Numbers Don’t Lie: How to Create a Financial Dashboard.

Have you started your business and there’s a feeling in the pit of your stomach that you can’t ignore? For me, that’s whenever I don’t have a handle on our finances. 

Next up in our series: how to track your numbers on a financial dashboard to put yourself in a position for success. 

[Please note: what we’re going to discuss is separate from a Profit & Loss statement where you track:

Total Revenue - Cost of Goods Sold (COGS) - Expenses = Net Profit.]

The financial dashboard is a way to easily track the most important metrics in your business on a regular basis.


A financial dashboard is a tool that allows you to visualize and track the most critical numbers in your business. We call these Key Performance Indicators, or KPIs. 

In every business, there are metrics that must be tracked to understand the health and heart beat of all your blood, sweat and tears. Many of these are not stored in the same place; items such as purchase orders, revenue totals and receipts may all be separated in different softwares and desk drawers. 

Imagine if all of these were in one place? That’s what we’re trying to accomplish. 

Here’s an example:

Does this layout scare you? What’s a “quick ratio”? Don’t worry! The financial dashboard for your business is for your benefit. You can create a Google Sheet and start tracking your basic numbers and then build over time.

The key, as always, is that you start. 

Why is creating a financial dashboard so important? One in five businesses fail in the first year alone. And after speaking with hundreds of entrepreneurs over the years (and going through the process myself) many understand that tracking finances is one of the most stressful parts of running a business. 

Take the guesswork out with this simple solution.


When we first launched Stamped with Love, I had never run a laser engraver or put together a stamp. The entire industry was new to us. So, the first thing I did was create a list of all the important numbers I wanted to track.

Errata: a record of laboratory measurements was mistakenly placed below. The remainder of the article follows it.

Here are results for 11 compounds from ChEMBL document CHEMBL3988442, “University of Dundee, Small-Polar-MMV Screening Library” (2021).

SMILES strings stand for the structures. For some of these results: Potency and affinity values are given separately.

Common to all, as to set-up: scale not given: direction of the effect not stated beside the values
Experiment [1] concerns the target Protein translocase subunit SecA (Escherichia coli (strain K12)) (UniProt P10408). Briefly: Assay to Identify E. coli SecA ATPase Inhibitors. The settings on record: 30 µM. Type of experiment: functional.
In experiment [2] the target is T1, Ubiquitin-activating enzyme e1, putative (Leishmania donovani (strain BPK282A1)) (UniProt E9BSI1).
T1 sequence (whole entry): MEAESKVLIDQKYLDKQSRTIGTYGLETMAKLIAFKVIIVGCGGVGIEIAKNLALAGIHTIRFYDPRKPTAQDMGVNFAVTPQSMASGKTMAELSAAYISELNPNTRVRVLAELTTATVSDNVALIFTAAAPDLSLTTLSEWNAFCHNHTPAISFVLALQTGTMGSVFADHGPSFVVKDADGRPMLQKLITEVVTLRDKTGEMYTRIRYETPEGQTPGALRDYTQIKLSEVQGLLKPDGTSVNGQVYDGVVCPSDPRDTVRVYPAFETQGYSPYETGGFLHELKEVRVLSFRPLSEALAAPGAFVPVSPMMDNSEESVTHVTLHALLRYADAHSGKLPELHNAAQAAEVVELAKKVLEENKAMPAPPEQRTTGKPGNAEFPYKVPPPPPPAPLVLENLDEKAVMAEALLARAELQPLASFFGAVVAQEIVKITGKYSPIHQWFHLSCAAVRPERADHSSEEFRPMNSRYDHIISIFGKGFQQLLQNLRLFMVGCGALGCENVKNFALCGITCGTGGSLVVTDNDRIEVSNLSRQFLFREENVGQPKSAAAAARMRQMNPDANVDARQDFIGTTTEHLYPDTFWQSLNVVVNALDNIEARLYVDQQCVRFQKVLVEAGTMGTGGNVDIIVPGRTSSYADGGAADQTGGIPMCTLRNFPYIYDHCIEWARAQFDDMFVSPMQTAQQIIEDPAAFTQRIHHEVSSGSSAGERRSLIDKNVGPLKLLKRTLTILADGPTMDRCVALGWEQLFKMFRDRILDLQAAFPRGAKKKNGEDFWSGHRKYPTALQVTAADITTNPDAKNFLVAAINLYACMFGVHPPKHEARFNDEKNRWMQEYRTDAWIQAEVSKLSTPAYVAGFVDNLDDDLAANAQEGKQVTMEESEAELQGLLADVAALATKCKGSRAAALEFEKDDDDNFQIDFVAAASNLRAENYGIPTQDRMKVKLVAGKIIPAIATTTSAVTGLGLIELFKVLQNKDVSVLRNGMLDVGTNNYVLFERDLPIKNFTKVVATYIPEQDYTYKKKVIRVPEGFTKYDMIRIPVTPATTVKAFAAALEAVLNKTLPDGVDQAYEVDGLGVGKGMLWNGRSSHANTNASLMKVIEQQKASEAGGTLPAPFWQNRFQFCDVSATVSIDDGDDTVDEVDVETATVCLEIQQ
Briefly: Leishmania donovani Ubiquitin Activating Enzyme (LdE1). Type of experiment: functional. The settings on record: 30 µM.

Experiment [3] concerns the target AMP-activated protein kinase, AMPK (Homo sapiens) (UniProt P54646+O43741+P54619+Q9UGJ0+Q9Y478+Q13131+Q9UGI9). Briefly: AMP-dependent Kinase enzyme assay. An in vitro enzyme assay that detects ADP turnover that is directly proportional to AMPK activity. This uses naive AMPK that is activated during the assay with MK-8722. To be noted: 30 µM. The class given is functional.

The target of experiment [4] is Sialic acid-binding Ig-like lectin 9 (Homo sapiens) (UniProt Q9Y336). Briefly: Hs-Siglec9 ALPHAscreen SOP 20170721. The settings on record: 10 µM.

Here’s what it looked like at the start: 

(If you’re unsure what Gross Margin represents, here’s a quick primer. To me, this is the single most important number. When I was searching for different industries to start in, my goal was always to stay above 50% for each order).

I scheduled time each week to track these numbers, comparing each week to the last so I could spot ongoing trends. I keyed in these metrics manually as it forced me to look at our numbers and the health of the business. 

Over time, I created different spreadsheets that included charts, pie graphs and areas where I could track month over month, quarterly numbers, and the current year vs. the last. 

The key is consistency: are you willing to take the time to track everything? That can be tough when you’re feeling burnt out and overwhelmed. I certainly was. But remember: this process could be the difference between having a healthy business or being one of the 20% in the first year who struggle to make it to the second. 


  1. If you haven’t already, come up with a list of KPIs that fit your business. What are the indicators that show your business is trending in the right direction?
  2. Create a spreadsheet that you update weekly. Here's a tutorial I found useful.
  3. Grow and tweak along the way. The dashboard you create in Month 1 should look different in Month 12. Why? Because you’ve become educated on your business and what is required to turn a profit.

Some of this information may seem obvious. Speaking from experience, small business owners don’t always do the “obvious” stuff. We’re too busy trying to grow and putting out fires.

Take the time to look at the numbers that matter. Your bottom line will thank you!


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